BMA battles to save PFI trust’s jobs
5 December 2012
The BMA is working with a trust facing financial difficulties, to help protect doctors’ jobs and conditions.
An NAO (National Audit Office) report, published last week, criticises the board of the Peterborough and Stamford Hospitals NHS Foundation Trust for failing to recognise the huge and recurrent financial strain of a PFI (private finance initiative) hospital.
The report says a lack of foresight over the true cost of the 2007 scheme to build Peterborough City Hospital has left the trust’s finances in a critical position.
The NAO also criticises the Department of Health for not being sufficiently sceptical in its evaluation of the scheme.
In 2011/12, the in-year deficit was £46m. The trust is predicting an in-year deficit of £54.3m in 2012/13.
Although the NAO says PFI is a key factor in the problems, it also points to unrealistic plans about activity levels, failure to control costs, and increased staffing costs.
The report highlights how staffing levels at the trust have increased significantly in recent years, with the number of medical and dental staff up by 37 per cent between 2007/08 and 2011/12.
BMA east of England regional coordinator Peter Mitchell said: ‘We are working with the trust’s local negotiating committee to ensure members’ jobs and conditions are protected in light of the financial situation.’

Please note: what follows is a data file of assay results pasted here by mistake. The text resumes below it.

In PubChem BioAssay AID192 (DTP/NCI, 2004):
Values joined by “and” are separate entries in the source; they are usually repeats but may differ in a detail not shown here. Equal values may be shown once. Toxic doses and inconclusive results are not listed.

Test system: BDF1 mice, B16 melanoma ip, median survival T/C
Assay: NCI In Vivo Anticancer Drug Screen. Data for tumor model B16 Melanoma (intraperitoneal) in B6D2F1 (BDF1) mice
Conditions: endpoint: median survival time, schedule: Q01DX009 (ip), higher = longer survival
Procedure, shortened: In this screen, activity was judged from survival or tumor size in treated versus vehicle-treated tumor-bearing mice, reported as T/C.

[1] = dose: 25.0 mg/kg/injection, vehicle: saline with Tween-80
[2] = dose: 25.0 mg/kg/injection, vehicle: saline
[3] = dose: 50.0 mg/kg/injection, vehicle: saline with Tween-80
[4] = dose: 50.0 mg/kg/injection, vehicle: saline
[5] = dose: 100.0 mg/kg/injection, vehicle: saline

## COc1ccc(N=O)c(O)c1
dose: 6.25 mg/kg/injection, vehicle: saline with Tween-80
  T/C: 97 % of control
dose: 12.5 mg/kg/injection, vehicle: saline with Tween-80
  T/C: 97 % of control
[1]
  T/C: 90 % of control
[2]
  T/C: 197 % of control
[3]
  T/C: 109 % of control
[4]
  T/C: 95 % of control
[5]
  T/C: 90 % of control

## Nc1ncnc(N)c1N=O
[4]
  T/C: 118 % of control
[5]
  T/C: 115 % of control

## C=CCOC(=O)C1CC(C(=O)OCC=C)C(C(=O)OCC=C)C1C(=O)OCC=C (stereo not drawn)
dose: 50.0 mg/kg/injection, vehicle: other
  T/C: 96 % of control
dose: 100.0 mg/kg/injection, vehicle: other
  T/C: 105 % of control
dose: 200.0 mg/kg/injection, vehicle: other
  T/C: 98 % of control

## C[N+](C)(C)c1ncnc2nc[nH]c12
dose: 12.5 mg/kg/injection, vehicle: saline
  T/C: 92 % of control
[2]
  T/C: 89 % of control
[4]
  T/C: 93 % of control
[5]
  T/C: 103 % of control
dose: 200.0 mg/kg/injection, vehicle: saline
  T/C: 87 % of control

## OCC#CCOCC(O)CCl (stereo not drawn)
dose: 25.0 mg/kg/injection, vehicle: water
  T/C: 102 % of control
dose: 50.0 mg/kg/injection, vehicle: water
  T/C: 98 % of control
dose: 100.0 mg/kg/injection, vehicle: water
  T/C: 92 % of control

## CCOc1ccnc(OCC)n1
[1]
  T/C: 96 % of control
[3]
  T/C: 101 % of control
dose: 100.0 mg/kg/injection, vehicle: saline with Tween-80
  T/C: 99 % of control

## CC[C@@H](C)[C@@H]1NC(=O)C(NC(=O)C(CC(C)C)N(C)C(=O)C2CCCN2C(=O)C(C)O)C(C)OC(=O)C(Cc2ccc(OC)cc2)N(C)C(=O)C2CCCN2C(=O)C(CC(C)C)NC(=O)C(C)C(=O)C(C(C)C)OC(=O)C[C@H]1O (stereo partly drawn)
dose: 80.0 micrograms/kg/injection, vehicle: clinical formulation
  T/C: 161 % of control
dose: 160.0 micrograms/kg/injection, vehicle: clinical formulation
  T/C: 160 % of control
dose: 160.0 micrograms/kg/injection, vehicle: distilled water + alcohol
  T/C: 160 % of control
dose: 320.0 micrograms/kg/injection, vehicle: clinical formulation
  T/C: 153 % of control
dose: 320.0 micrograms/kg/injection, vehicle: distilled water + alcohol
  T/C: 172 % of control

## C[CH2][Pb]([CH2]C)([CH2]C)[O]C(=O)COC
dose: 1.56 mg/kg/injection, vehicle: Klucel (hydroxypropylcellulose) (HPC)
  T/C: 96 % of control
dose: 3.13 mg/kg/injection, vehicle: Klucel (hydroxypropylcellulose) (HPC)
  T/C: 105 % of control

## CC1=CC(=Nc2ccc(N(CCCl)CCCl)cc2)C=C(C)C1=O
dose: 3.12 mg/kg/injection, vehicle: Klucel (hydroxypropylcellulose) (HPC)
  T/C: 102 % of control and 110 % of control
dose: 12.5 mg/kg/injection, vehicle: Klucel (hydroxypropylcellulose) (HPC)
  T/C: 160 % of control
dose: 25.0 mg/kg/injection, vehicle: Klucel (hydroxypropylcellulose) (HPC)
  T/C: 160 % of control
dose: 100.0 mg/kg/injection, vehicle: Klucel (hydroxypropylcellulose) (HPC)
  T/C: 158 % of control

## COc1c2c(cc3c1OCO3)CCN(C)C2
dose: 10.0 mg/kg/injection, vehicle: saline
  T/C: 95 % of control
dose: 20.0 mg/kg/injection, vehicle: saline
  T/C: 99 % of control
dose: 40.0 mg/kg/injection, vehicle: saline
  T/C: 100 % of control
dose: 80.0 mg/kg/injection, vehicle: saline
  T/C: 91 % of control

NAO head Amyas Morse said: ‘Poor financial management and procurement of an unaffordable PFI scheme have left the trust in a critical financial position.
‘The board developed and enthusiastically supported an unrealistic business case built on overoptimistic financial projections. The regulatory and approval processes did not work in this case, and did not ensure affordability.’
DH funding pledge
The NAO has urged the trust, the DH, commissioners and foundation trust financial regulator Monitor to work together to get the trust back on its feet. The trust has a strategy in place to increase income, and the DH has pledged to continue funding its day-to-day activities.
Peterborough City Hospital opened in December 2010, and cost £411m — financing included.
Monitor raised concerns about the scheme’s affordability with the DH and the trust before it was signed off in 2007. However, these were not addressed fully before the business case was approved. It was not until October 2011 that Monitor used its powers to intervene and place the trust in breach of its terms.
The annual PFI payment is £41.6m, approximately 20 per cent of trust turnover. The DH rule at the time of the scheme’s approval was that PFI payments should not exceed 15 per cent of turnover. It has since lowered the threshold to 12.5 per cent of turnover.